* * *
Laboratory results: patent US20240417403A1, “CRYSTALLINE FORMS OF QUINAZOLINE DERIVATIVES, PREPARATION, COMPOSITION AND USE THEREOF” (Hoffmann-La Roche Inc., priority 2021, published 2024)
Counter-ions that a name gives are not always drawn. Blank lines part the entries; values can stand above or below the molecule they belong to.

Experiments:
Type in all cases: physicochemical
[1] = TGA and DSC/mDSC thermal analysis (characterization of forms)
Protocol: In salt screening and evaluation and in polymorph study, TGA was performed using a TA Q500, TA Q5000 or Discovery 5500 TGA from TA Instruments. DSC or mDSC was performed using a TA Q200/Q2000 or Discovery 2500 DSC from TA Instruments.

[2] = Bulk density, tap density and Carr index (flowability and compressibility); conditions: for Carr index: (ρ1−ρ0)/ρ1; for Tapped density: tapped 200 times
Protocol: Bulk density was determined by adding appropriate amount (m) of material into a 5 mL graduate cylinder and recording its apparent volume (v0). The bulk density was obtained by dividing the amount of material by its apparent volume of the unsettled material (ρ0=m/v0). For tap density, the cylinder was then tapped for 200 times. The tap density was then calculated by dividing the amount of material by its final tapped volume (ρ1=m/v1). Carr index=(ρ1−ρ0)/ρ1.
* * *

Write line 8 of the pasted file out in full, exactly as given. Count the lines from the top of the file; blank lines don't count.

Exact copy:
Protocol: Bulk density was determined by adding appropriate amount (m) of material into a 5 mL graduate cylinder and recording its apparent volume (v0). The bulk density was obtained by dividing the amount of material by its apparent volume of the unsettled material (ρ0=m/v0). For tap density, the cylinder was then tapped for 200 times. The tap density was then calculated by dividing the amount of material by its final tapped volume (ρ1=m/v1). Carr index=(ρ1−ρ0)/ρ1.